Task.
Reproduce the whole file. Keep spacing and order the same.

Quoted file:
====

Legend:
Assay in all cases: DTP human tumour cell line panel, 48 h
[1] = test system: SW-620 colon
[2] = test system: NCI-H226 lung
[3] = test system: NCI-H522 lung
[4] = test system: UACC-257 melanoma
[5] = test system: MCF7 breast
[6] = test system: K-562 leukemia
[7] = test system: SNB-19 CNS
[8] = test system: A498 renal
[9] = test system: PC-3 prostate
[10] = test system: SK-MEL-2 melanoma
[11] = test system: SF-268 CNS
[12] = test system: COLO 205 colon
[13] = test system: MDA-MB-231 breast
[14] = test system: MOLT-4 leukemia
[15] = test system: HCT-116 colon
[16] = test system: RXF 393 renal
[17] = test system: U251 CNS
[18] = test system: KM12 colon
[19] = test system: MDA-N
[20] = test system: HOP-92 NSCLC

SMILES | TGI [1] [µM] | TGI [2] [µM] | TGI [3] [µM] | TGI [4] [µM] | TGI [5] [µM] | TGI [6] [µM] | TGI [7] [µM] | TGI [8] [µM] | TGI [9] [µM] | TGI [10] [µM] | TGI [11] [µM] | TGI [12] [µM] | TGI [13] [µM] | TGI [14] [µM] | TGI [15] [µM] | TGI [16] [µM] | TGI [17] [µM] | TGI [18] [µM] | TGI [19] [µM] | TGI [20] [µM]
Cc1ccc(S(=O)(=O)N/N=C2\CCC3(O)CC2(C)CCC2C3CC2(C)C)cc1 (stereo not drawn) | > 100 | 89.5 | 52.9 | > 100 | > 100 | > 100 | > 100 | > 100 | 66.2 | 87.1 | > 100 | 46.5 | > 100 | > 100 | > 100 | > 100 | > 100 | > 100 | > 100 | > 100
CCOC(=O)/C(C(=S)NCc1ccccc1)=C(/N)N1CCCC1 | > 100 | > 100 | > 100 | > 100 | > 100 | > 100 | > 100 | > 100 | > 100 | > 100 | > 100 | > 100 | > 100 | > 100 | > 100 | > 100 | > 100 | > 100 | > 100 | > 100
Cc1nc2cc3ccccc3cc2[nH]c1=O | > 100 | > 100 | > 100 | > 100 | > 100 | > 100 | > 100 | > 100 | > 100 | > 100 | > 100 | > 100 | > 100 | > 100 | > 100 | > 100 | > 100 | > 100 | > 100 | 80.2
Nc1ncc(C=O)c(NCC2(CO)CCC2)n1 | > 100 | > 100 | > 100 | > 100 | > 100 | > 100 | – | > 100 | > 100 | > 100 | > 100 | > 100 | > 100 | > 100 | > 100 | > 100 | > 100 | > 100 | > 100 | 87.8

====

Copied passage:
Legend:
Assay in all cases: DTP human tumour cell line panel, 48 h
[1] = test system: SW-620 colon
[2] = test system: NCI-H226 lung
[3] = test system: NCI-H522 lung
[4] = test system: UACC-257 melanoma
[5] = test system: MCF7 breast
[6] = test system: K-562 leukemia
[7] = test system: SNB-19 CNS
[8] = test system: A498 renal
[9] = test system: PC-3 prostate
[10] = test system: SK-MEL-2 melanoma
[11] = test system: SF-268 CNS
[12] = test system: COLO 205 colon
[13] = test system: MDA-MB-231 breast
[14] = test system: MOLT-4 leukemia
[15] = test system: HCT-116 colon
[16] = test system: RXF 393 renal
[17] = test system: U251 CNS
[18] = test system: KM12 colon
[19] = test system: MDA-N
[20] = test system: HOP-92 NSCLC

SMILES | TGI [1] [µM] | TGI [2] [µM] | TGI [3] [µM] | TGI [4] [µM] | TGI [5] [µM] | TGI [6] [µM] | TGI [7] [µM] | TGI [8] [µM] | TGI [9] [µM] | TGI [10] [µM] | TGI [11] [µM] | TGI [12] [µM] | TGI [13] [µM] | TGI [14] [µM] | TGI [15] [µM] | TGI [16] [µM] | TGI [17] [µM] | TGI [18] [µM] | TGI [19] [µM] | TGI [20] [µM]
Cc1ccc(S(=O)(=O)N/N=C2\CCC3(O)CC2(C)CCC2C3CC2(C)C)cc1 (stereo not drawn) | > 100 | 89.5 | 52.9 | > 100 | > 100 | > 100 | > 100 | > 100 | 66.2 | 87.1 | > 100 | 46.5 | > 100 | > 100 | > 100 | > 100 | > 100 | > 100 | > 100 | > 100
CCOC(=O)/C(C(=S)NCc1ccccc1)=C(/N)N1CCCC1 | > 100 | > 100 | > 100 | > 100 | > 100 | > 100 | > 100 | > 100 | > 100 | > 100 | > 100 | > 100 | > 100 | > 100 | > 100 | > 100 | > 100 | > 100 | > 100 | > 100
Cc1nc2cc3ccccc3cc2[nH]c1=O | > 100 | > 100 | > 100 | > 100 | > 100 | > 100 | > 100 | > 100 | > 100 | > 100 | > 100 | > 100 | > 100 | > 100 | > 100 | > 100 | > 100 | > 100 | > 100 | 80.2
Nc1ncc(C=O)c(NCC2(CO)CCC2)n1 | > 100 | > 100 | > 100 | > 100 | > 100 | > 100 | – | > 100 | > 100 | > 100 | > 100 | > 100 | > 100 | > 100 | > 100 | > 100 | > 100 | > 100 | > 100 | 87.8